Australia prides itself on its world-class beef exports and UQ researchers are committed to understanding our prime production systems to help the world’s starving communities become self-sufficient.
The world population is on track to exceed nine billion by 2050, and food production will need to increase by 77 per cent to meet this demand. Australia will play a role in addressing the global food security issue, but our role is often misunderstood amongst the hype. Australia prides itself on the export of high-quality food. We rely on such export income as one of the mainstays of our foreign earnings.
Australian beef exports for 2015 were valued at $9.3 billion, according to the Australian Bureau of Statistics (ABS), a massive 84 per cent above the 10-year average. ABS figures also show that Australia exported beef to 94 countries in 2015, six fewer than in 2014.
While there may already be enough cereal produced in the world to provide everyone on the planet with 2900 calories a day, often this food simply does not reach starving populations. Even the world Food and Agriculture Organisation (FAO) “is cautiously optimistic about the world’s potential to feed itself by 2050”, predicting that 75 per cent of the food demand could be met by increasing crop yields rather than expanding the area of production.
However, such production must occur where food is required as it cannot be sustainably met by importing food aid from countries like Australia or the United States. The issue is not as simple as calorific requirements alone. Requirements for protein, for example, will increase along with ensuring a proper balance of nutrients overall.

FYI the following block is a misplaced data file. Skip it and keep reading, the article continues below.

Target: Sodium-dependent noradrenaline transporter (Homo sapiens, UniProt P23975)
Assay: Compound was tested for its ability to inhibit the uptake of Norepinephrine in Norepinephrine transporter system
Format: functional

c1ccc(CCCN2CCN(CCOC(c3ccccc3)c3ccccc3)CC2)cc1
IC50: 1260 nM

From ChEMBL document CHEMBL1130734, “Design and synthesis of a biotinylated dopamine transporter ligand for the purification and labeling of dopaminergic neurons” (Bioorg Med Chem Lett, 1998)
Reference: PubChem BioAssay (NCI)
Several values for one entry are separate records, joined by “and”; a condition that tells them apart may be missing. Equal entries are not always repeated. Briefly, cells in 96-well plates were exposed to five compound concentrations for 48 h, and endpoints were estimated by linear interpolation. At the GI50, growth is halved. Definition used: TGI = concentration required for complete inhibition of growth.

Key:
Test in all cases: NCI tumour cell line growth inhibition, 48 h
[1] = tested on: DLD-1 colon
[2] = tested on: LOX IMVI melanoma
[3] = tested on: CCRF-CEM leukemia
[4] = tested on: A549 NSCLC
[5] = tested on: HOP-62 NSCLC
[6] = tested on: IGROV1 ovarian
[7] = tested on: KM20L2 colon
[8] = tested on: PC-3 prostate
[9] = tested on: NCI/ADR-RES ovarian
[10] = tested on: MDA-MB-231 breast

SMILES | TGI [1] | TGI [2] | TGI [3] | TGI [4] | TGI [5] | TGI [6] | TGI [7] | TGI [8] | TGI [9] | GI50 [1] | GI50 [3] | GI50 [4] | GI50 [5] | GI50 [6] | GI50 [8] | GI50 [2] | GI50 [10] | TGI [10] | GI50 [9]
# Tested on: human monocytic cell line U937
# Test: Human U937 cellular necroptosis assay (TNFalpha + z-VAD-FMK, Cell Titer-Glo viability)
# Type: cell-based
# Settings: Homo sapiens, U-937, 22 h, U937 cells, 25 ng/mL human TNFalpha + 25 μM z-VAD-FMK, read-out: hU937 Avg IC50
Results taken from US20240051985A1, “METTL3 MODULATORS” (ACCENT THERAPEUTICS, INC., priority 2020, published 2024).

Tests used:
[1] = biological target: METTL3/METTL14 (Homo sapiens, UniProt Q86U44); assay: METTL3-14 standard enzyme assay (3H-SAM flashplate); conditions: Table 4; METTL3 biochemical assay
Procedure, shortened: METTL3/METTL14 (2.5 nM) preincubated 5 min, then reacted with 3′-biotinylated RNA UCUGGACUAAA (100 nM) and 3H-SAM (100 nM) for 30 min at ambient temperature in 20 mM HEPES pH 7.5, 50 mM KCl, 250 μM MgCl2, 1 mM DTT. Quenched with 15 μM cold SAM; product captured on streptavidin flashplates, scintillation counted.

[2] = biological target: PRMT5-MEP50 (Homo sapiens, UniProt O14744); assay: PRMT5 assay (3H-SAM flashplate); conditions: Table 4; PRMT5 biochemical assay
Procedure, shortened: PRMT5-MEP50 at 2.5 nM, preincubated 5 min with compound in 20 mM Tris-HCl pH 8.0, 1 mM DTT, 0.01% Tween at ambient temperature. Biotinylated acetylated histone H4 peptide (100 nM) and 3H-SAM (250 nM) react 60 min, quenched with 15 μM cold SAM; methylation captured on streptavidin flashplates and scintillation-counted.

Therefore, the issue of food self-sufficiency within a growing population, largely in the tropics, has to be solved at the local level. We can’t possibly fix malnutrition internationally by giving away food. It works in an emergency but is not a sustainable, long-term solution for world hunger. We must enable people in areas who need food to grow the food and move beyond subsistence farming. That underpins the growing middle class and increases the Australian-targeted market. UQ, through the Australian Centre for International Agricultural Research (ACIAR), is heavily committed in this area.
Certainly, Australia must continue to produce food with a large focus on exports but, using beef as an example, our current key export markets are in the Asian middle-class. These markets are becoming increasingly sophisticated, demanding higher-quality product. It will be challenging to continue being competitive in more traditional commodity markets long term, due to high labour costs, fierce international competition and the increasing variability of climate. Thus, Australia may not feed the world but we do have a very important contribution to make in supplying high-value, safe food – notwithstanding some ongoing challenges.